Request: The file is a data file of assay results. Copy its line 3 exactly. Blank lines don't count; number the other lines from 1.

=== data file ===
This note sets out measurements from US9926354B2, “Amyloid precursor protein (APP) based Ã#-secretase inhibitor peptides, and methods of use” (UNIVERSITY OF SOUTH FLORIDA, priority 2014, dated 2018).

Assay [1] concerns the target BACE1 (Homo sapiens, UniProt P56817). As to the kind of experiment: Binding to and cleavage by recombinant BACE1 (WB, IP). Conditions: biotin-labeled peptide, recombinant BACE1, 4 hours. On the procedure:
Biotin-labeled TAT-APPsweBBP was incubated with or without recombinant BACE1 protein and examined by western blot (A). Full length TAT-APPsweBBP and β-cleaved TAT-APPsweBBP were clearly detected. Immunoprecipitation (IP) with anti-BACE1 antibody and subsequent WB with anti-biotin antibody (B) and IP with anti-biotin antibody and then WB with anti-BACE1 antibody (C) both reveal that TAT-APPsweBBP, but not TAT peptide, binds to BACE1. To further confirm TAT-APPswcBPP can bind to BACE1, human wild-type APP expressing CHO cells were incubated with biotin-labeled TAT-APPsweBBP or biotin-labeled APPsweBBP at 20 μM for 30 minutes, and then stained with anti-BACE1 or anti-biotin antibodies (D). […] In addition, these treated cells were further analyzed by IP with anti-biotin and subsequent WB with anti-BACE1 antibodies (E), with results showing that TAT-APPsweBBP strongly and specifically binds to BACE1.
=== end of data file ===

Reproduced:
Biotin-labeled TAT-APPsweBBP was incubated with or without recombinant BACE1 protein and examined by western blot (A). Full length TAT-APPsweBBP and β-cleaved TAT-APPsweBBP were clearly detected. Immunoprecipitation (IP) with anti-BACE1 antibody and subsequent WB with anti-biotin antibody (B) and IP with anti-biotin antibody and then WB with anti-BACE1 antibody (C) both reveal that TAT-APPsweBBP, but not TAT peptide, binds to BACE1. To further confirm TAT-APPswcBPP can bind to BACE1, human wild-type APP expressing CHO cells were incubated with biotin-labeled TAT-APPsweBBP or biotin-labeled APPsweBBP at 20 μM for 30 minutes, and then stained with anti-BACE1 or anti-biotin antibodies (D). […] In addition, these treated cells were further analyzed by IP with anti-biotin and subsequent WB with anti-BACE1 antibodies (E), with results showing that TAT-APPsweBBP strongly and specifically binds to BACE1.